Should you write every day?

We all get stuck in a rut sometimes. I know in my PhD journey so far, I’ve gone weeks without writing on occasion. I’m too busy, there’s too much important “stuff” to do, and I don’t know where to start. But as I look back on my first 9 months, I realise my lit review just isn’t going to write itself.

When I’m procrastinating from writing, sometimes I enjoy reading. Tanya Golash-Boza of Get a Life, PhD, is one of my favourite bloggers, and her words of wisdom are always interesting. Her latest post, Daily Writing: How Prolific Scholars Do It, reminded me of the value and importance of getting into a writing habit. Perhaps it’s a new year’s resolution worth considering??


A mid-candidature reflection

This blog is designed to help us all navigate the research process, by sharing advice and reflections about our own experiences. I recently chatted to one of our Veterinary RHD students over a lovely cup of tea, and it was a fruitful conversation.

In the beginning, there was an opportunity to do a research degree. Like many before, the “masters vs. PhD” question was posed, and the outcome was a part-time PhD enrolment – research would be part of the plan for the next 6 years. “I was to allocate 70% of my time to my clinical work, and the remaining 30% would be available for research. In reflection, this was just not enough – 70/30 might be ok for a masters, but poses challenges for a PhD. Maybe 50/50 would have worked better. 6 years is a long time to work on weekends making up the extra hours.”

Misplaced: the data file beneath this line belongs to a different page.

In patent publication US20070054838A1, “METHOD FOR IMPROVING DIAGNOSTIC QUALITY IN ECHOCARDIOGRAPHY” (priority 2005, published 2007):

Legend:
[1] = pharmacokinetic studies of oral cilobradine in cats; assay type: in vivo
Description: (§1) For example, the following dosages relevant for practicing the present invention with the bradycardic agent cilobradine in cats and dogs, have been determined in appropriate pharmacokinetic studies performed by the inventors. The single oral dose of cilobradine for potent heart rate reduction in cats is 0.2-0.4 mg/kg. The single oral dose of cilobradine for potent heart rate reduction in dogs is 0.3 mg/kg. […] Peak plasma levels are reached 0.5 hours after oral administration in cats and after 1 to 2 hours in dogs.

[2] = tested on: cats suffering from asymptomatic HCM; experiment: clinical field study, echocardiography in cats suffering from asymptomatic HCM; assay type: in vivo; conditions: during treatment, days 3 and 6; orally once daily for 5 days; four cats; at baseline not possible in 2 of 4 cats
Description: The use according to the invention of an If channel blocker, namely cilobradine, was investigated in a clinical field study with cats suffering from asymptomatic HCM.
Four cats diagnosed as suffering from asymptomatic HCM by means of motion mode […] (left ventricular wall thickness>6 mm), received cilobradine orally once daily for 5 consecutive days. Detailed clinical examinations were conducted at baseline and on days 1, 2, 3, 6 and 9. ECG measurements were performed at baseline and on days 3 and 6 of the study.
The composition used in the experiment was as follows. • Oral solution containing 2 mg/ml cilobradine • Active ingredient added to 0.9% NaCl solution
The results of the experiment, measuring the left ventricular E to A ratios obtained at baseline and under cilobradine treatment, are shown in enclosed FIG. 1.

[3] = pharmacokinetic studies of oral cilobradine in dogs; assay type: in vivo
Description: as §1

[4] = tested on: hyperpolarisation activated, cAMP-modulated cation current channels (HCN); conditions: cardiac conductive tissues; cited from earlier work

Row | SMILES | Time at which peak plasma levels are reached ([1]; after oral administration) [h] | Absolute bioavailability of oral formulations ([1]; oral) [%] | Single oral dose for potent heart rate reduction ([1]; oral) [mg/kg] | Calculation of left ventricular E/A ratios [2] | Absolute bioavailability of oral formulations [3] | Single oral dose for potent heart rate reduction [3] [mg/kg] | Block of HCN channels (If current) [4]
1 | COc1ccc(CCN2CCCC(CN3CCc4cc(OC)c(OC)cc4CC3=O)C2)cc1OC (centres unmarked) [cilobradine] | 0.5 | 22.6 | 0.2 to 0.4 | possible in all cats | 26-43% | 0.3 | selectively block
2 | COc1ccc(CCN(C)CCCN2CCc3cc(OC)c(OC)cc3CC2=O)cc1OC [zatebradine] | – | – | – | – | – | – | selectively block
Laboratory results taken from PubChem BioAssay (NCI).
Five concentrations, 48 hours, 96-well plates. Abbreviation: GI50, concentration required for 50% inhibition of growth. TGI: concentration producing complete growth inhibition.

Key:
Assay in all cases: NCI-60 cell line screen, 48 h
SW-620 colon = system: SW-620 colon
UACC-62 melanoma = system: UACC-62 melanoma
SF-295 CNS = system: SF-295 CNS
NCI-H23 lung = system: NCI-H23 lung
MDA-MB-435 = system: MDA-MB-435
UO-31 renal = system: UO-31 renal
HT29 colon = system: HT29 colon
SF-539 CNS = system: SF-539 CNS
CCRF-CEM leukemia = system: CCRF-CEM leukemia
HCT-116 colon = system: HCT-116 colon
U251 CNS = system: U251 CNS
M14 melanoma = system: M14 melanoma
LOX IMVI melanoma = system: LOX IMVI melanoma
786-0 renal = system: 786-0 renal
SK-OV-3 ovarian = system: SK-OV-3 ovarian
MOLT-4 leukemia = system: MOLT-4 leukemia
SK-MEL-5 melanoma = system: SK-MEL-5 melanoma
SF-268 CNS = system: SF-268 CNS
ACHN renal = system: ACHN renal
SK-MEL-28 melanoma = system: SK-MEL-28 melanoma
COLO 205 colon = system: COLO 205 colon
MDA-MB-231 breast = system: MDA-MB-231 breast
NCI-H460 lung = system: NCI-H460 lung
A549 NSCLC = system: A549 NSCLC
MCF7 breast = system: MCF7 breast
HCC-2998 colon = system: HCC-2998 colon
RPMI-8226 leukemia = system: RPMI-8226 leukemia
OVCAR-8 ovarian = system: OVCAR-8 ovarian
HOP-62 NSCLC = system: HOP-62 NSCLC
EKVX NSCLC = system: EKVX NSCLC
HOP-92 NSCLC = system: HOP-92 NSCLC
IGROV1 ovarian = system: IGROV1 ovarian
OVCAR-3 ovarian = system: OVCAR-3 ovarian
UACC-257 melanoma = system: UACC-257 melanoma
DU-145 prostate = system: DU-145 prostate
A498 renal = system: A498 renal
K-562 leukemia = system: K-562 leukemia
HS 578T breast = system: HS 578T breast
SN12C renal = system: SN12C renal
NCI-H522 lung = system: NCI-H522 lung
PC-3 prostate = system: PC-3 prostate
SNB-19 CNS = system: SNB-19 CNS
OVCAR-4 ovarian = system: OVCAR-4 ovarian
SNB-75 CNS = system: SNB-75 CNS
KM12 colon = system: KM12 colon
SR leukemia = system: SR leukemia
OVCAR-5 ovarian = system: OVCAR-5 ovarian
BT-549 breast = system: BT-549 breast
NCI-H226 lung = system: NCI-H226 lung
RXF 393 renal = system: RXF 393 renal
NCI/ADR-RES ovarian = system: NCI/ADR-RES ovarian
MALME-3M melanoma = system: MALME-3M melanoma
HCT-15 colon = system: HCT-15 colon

Thankfully, previous study meant that skills in critical appraisal of literature were already well developed. A strong vision for the project, and savvy supervisors, resulted in a well-defined project in the first 6 months. But not all has been smooth sailing, so here are 5 “lessons learnt” from the experience so far.

  1. Plan your thesis. Get a chapter outline sorted early on – this becomes your table of contents. Then start writing. In a practical sense, this means turning your early investigations into something you can actually use. Your preliminary lit review notes become an introduction to your thesis. Writing up your methodology properly as you go means your materials and methods chapter is halfway there, before you even think about it as a chapter.
  2. Guard your time. Working in one-hour chunks around your other responsibilities might not be the most effective way to make progress. When you get a whole week to “work on your research”, plan it well. Order your reagents. Get your computer programs installed and working. Figure out how and when you will work, and what you expect to achieve. If you spend two days getting organized and planning, your whole week is quickly whittled away.
  3. A craftsman is only as good as his tools – so make your tools work for you. Referencing software is a good example; although Endnote is widely used, for some tasks (like searching and annotating) it can be clunky. For the purposes of this PhD, Papers for Mac suited much better. The lab book is another very useful tool – having all your records in one place, from thought processes to suggested computer code, becomes invaluable in the later seasons of the RHD process. If you can’t remember when you made a decision to go in a particular direction, writing your discussion will be harder than it needs to be.